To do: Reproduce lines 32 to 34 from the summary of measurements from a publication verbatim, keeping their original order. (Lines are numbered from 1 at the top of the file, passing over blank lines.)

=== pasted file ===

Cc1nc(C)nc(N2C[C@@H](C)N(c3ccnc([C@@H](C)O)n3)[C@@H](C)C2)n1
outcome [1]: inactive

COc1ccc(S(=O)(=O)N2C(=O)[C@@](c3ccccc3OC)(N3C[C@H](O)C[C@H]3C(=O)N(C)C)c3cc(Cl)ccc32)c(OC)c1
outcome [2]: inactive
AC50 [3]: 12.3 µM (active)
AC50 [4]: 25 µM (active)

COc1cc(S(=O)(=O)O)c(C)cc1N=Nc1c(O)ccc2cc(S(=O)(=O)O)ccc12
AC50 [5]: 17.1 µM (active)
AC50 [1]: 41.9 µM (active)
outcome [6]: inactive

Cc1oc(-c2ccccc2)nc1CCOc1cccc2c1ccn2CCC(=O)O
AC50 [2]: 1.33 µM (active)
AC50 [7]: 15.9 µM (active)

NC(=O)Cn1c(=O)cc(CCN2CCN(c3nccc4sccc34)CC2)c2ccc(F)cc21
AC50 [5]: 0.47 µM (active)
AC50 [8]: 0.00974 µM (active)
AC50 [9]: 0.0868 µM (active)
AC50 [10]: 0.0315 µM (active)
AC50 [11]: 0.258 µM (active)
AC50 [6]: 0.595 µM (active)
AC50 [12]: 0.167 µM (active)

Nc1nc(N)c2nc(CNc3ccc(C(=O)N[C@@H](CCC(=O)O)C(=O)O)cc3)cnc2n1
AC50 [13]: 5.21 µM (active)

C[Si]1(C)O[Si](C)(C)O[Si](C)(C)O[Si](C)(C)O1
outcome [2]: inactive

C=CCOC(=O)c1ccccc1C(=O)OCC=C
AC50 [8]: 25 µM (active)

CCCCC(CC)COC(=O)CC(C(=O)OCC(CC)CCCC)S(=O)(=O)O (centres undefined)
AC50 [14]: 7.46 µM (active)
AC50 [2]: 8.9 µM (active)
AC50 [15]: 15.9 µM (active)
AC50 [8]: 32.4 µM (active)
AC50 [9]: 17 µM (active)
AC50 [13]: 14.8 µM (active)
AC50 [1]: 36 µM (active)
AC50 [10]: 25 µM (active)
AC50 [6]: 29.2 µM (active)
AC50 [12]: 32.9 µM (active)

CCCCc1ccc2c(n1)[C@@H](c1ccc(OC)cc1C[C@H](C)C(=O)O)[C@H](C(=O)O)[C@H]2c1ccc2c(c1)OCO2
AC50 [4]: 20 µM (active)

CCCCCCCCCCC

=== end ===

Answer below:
AC50 [8]: 32.4 µM (active)
AC50 [9]: 17 µM (active)
AC50 [13]: 14.8 µM (active)